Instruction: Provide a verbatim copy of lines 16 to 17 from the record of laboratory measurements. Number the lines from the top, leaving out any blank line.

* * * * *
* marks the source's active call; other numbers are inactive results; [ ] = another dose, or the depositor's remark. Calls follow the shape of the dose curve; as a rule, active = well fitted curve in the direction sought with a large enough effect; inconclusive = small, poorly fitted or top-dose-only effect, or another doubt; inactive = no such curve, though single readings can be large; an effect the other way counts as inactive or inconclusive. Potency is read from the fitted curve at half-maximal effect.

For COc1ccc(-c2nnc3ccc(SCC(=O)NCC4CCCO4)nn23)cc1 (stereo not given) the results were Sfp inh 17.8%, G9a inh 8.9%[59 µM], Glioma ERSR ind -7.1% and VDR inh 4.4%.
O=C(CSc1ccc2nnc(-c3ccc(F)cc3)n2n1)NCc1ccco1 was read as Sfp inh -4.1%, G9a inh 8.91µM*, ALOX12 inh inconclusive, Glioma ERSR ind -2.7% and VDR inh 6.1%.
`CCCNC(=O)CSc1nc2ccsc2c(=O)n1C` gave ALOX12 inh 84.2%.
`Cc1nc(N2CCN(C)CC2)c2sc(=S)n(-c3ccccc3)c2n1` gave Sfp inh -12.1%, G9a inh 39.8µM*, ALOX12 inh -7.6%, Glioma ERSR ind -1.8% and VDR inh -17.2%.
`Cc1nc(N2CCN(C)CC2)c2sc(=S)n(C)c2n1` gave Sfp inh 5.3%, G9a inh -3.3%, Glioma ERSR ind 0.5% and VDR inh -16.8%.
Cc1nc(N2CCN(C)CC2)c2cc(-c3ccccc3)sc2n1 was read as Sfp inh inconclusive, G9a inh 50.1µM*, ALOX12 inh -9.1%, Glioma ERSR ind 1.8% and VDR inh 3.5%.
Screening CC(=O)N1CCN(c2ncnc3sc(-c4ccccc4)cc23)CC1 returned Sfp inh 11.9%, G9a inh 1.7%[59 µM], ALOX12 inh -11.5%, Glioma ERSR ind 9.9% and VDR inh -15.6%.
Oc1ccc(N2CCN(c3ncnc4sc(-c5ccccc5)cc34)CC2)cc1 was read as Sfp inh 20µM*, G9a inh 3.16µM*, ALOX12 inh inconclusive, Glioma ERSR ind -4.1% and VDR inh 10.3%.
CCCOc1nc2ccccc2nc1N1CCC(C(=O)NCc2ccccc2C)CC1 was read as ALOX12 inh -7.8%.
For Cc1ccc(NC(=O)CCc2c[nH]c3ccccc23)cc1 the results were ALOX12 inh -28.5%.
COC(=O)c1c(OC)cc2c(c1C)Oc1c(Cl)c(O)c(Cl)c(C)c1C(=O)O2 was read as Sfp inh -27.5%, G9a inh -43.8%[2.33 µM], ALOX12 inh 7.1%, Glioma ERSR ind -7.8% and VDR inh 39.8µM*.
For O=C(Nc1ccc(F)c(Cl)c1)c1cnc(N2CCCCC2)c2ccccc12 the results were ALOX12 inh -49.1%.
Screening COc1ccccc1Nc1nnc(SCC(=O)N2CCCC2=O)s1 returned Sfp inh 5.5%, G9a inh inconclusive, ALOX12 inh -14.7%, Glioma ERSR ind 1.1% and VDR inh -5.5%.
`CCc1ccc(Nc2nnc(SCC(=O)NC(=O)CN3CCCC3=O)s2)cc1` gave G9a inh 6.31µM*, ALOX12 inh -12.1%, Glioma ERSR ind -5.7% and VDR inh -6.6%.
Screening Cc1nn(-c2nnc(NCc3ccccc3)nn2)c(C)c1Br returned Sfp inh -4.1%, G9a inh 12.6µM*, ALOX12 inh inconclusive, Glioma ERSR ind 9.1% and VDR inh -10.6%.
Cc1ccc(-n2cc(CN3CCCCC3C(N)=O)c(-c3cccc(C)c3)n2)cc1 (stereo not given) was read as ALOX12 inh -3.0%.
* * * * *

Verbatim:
Screening Cc1nn(-c2nnc(NCc3ccccc3)nn2)c(C)c1Br returned Sfp inh -4.1%, G9a inh 12.6µM*, ALOX12 inh inconclusive, Glioma ERSR ind 9.1% and VDR inh -10.6%.
Cc1ccc(-n2cc(CN3CCCCC3C(N)=O)c(-c3cccc(C)c3)n2)cc1 (stereo not given) was read as ALOX12 inh -3.0%.